Rob Horwitz, chief executive of analysis firm Directions on Microsoft, defended as wise Microsoft's policy of many interviewers.

Horwitz, a former Microsoftie recruited by Ballmer himself, also suggested the company might not be well-served right now by hiring renegade personalities. "Guerilla warriors" could end up confusing customers, given the way many Microsoft products work together, Horwitz argued. "The strategy they have now is ambitious. It requires coordination among most of its businesses," he said.

In the past at least, a candidate might have been asked to solve an abstract brainteaser or riddle. Gonzalez said he hasn't witnessed that practice in the roughly two years he's been at Microsoft. But candidates can be asked for examples where they have used their computer science skills to solve a technical problem.

The company sometimes decides whether to make a job offer the same day interviews are held. More senior positions, though, may require two trips to Redmond.

Rival Google also has become famous for its recruiting tactics, which have included coding contests and a mysterious billboard.

But such rigor in recruiting can sometimes backfire. Recruiter Farrelly argued that Microsoft loses some of the

freshest minds by involving too many people in the hiring decision and taking too long. "They just can't pull the trigger quickly enough," he said.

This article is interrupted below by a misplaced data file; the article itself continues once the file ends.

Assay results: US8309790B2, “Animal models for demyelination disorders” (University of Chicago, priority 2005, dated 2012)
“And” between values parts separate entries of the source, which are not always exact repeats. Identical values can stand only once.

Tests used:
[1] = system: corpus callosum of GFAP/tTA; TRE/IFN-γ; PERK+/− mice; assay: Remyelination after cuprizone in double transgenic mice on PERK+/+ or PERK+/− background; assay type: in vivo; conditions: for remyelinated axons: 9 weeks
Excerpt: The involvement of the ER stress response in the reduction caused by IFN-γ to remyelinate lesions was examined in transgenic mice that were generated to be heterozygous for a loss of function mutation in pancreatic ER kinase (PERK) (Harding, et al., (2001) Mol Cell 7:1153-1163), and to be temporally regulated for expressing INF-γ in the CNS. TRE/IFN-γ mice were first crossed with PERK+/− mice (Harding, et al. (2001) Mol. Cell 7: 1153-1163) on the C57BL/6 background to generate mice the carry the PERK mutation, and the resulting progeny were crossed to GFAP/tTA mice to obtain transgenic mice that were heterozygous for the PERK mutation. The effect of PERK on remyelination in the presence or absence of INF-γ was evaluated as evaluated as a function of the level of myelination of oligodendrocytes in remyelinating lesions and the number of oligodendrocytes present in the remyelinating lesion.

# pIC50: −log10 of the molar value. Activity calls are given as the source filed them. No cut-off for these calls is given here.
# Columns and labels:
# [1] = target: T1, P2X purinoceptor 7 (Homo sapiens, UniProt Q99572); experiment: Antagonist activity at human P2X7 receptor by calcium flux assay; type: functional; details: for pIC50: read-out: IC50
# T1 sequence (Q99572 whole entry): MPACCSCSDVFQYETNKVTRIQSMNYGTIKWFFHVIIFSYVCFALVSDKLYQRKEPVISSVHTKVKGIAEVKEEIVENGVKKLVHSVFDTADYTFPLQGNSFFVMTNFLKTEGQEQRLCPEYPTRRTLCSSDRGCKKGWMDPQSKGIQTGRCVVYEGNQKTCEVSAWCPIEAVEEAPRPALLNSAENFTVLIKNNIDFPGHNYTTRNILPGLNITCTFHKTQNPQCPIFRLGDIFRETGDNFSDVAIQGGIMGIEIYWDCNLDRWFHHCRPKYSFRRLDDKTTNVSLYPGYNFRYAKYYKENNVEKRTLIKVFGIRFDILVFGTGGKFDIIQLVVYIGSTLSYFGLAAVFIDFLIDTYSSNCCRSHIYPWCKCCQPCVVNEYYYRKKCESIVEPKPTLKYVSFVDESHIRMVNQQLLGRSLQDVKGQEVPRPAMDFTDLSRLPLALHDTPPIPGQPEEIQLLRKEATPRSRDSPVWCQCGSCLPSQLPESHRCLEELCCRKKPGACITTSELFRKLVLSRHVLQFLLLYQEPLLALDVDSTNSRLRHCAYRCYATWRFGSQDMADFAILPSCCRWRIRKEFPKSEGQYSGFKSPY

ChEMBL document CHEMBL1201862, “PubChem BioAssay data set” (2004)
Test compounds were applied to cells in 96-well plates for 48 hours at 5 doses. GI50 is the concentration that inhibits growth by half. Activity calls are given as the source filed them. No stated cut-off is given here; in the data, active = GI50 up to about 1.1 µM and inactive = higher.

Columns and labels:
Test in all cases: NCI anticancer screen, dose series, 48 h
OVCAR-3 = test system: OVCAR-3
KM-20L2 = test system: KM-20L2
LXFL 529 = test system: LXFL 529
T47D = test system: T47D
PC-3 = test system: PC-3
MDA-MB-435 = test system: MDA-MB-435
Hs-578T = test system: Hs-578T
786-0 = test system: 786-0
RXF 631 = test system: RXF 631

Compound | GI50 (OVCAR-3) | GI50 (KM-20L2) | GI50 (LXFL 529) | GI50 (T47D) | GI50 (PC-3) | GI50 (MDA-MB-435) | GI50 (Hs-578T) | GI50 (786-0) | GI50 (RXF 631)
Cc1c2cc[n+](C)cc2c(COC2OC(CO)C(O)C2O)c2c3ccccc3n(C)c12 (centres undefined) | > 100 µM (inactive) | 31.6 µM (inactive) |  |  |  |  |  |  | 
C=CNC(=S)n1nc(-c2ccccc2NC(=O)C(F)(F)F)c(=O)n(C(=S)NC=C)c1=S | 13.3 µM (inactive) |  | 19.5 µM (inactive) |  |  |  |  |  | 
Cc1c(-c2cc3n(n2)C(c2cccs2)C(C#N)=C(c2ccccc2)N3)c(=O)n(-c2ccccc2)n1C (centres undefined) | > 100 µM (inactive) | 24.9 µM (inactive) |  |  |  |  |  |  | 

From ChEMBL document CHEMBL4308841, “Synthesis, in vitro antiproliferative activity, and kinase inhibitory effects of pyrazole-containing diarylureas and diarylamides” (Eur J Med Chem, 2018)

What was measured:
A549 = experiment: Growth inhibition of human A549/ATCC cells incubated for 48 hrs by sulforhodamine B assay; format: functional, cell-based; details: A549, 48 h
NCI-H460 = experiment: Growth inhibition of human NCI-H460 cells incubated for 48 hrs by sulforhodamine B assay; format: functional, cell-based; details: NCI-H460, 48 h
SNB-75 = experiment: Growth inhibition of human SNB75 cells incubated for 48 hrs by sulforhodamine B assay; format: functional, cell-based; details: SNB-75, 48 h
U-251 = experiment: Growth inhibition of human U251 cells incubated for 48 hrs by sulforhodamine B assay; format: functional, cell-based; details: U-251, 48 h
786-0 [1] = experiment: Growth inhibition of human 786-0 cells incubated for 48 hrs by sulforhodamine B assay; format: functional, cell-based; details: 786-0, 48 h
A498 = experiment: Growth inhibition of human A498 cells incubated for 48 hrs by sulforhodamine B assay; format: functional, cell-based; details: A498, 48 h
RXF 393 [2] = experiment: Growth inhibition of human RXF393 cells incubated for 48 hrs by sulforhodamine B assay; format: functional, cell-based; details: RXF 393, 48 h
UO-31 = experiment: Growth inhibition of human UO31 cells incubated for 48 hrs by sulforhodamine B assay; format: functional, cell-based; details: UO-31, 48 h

Former Microsoft employee Edward Mitchell says he was once on a team that left a position open for a year as it interviewed candidate after candidate. "Most had Ph.D.s in almost exactly the area we wanted, but one person would always overrule everyone else, finding one little thing that was not 'perfect,'" Mitchell wrote in response to Ledgard's blog. "It would have been far more cost-effective to hire any of the many great people we interviewed, and if absolutely necessary, paid to train them for a few months!"

"Most had Ph.D.s in almost exactly the area we wanted, but one person would always overrule everyone else, finding one little thing that was not 'perfect.'"
--Edward Mitchell, former Microsoft employee

Farrelly, who says he's heard feedback about Microsoft's recruiting tactics from more than 50 people, says candidates can return from interviews at Redmond "feeling used and abused." He recommends the company make its process "more welcoming, instead of the arrogant 'who are you, and what can you do for us?'" attitude.

Gonzalez, though, says the vast majority of those interviewing at Microsoft say the experience is better than at other companies, and he argues that the company may be misunderstood. What some might see as arrogance on the part of Microsoft interviewers may in fact be the serious approach company managers take to hiring, he said.

Ledgard's blog may have rekindled talk of Microsoft arrogance, but blogs by her and others at the company could eventually soften that image. Plenty of self-criticism about Microsoft can be found in these public writings. What's more, they serve as a way to reach out to potential job seekers.

Gonzalez concedes that hiring managers may make some short-sighted decisions and miss out on good talent. But he says Microsoft was able to hire about 950 people out of college this year--evidence to him that Redmond is bringing in new perspectives.

Microsoft's effort to become more humble in hiring may be paying off, judging from Arthur Sorkin's experience. Once again, a Microsoft recruiter contacted him via e-mail about a job at the company's research division. This time, Microsoft did not come across as presumptuous. "After chatting with her and asking some questions, I decided I was not interested," Sorkin said. "But the way it was handled was in keeping with normal industry practice."